easier and time efficient. A stiffer substance also enhanced the functionality of the product and made for an easier transport and delivery process. • The weaving process enabled us to branch out our product offering. After several successful trials, we were able to launch other weaved items including tip-on pictures on book covers and weaved lids for keepsake boxes.
The idea was to create a book out of fabric, enabling it to get wet, to dry and to be reused again and again.
The images were required to be printed on paper using an offset printer and then sublimated onto fabric. But how would we control image consistency on the fabric? Humidity, temperature, and pressure were all conditions that would have negative effects on the sublimation process and final image quality.
To be able to deliver the required results, we needed to control the entire environment. That meant carefully managing all the raw materials as well as the printing process. Special attention was given to: • Controlling specific properties on printed paper such as absorption rate, whiteness, and smoothness, as this would affect the sublimation results. • Maintaining material properties and mesh numbers on the fabric. • Using the same brand name of sublimation ink for the same book, even though print runs occurred at different periods of time. This allowed us to maintain the same print quality through all runs. From our experience, we found that different brands of ink render different results, thus maintaining the same brand type was critical to obtaining the same result. • Creating an ICC profile for offset printing allowed us to secure consistent printing results. • Establishing a profile to test each sublimation machine. The profiles helped the operators better understand how to adjust key parameters during the bulk production. • Using an IR temperature detector to measure and control temperature throughout the entire sublimation process. • Controlling the humidity and pressure levels.
What we managed to do here was create a systematic approach for the workers to easily manage and follow. We identified the key conditions causing negative results and integrated scientific processes to better understand, measure and control them. Furthermore, we were able to ensure that the final fabric book’s color variation was minimized.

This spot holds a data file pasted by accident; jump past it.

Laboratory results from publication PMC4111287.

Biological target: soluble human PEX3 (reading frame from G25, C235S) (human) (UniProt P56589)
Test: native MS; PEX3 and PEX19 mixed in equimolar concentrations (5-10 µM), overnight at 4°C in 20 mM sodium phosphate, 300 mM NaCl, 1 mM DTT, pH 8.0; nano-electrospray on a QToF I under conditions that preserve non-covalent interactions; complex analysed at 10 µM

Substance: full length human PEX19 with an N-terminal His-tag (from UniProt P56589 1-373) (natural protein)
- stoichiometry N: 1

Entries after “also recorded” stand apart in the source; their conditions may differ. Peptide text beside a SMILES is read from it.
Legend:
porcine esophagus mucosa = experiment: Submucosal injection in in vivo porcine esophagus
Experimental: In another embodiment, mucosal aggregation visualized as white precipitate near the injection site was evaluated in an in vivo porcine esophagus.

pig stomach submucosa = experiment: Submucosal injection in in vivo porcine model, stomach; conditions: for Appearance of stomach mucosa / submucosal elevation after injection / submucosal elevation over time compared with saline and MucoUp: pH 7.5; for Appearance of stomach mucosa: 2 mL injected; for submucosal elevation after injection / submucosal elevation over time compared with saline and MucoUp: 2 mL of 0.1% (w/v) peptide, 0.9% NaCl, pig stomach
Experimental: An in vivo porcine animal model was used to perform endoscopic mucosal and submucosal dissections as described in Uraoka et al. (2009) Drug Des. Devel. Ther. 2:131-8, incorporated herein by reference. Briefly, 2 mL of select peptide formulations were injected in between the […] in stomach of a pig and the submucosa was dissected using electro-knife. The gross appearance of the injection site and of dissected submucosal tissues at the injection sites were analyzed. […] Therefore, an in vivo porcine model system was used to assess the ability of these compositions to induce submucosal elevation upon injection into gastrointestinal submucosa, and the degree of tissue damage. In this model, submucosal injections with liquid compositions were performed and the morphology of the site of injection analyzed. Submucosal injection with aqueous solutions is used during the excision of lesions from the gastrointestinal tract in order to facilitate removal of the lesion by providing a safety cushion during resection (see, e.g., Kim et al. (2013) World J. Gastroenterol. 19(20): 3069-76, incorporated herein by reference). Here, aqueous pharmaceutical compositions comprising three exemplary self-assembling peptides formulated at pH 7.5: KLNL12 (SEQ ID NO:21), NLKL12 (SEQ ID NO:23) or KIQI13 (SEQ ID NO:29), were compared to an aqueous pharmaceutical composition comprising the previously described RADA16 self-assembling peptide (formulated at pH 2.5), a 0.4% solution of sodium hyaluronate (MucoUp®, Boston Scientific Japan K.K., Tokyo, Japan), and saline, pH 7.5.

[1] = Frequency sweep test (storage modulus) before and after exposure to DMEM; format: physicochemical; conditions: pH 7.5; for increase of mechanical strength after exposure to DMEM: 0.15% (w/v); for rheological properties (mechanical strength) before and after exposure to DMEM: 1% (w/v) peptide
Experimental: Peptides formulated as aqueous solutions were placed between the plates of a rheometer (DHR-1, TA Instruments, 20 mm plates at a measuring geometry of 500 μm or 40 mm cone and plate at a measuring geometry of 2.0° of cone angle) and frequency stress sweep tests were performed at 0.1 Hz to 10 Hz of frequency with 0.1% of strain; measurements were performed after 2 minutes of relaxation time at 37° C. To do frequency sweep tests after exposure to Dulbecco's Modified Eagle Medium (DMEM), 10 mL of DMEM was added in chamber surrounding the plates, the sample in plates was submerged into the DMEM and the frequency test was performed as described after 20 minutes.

The client is a skincare brand producing facial masks for women. The client engaged R&C to assist them in the development of a packaging format for their 5 piece facial mask box set. Client requested an outer box and an inner tray. It had to be something upscale and firm. It also had to be shipped flat and could not be heavy, as transport costs would be high.
The main challenge for the project was the inner tray. Client requested a blister, but they were an eco-friendly company and wanted something that was kind to the environment. This ruled out blister right away. We considered a pulp mold tray, as it is environmentally friendly, but it could not be flat packed. Another issue was that the outer box was slightly larger than the inner tray and we needed to develop some sort of stopper on the tray to prevent it from moving around inside the box. The dimension of the outer box was fixed, therefore we could only play around with the measurements of the inner tray. However there was not much wiggle room either because the size of the facial masks was fixed as well.
In the end we designed a special tray that was made entirely out of paper and one that could be flat packed. It was environmentally friendly and also made of the same material as the outer box. This meant that we did not have to source another type of material, which could have resulted in a higher cost for the product as well as delays in lead times. The specially designed tray had two stoppers along the two sides to prevent it from moving around. We also added a finger hole along the short side to allow the consumer to easily remove the product from the box. In the end, we created the entire packaging format from 300g coated one side cardboard, with offset printing and a water based coating.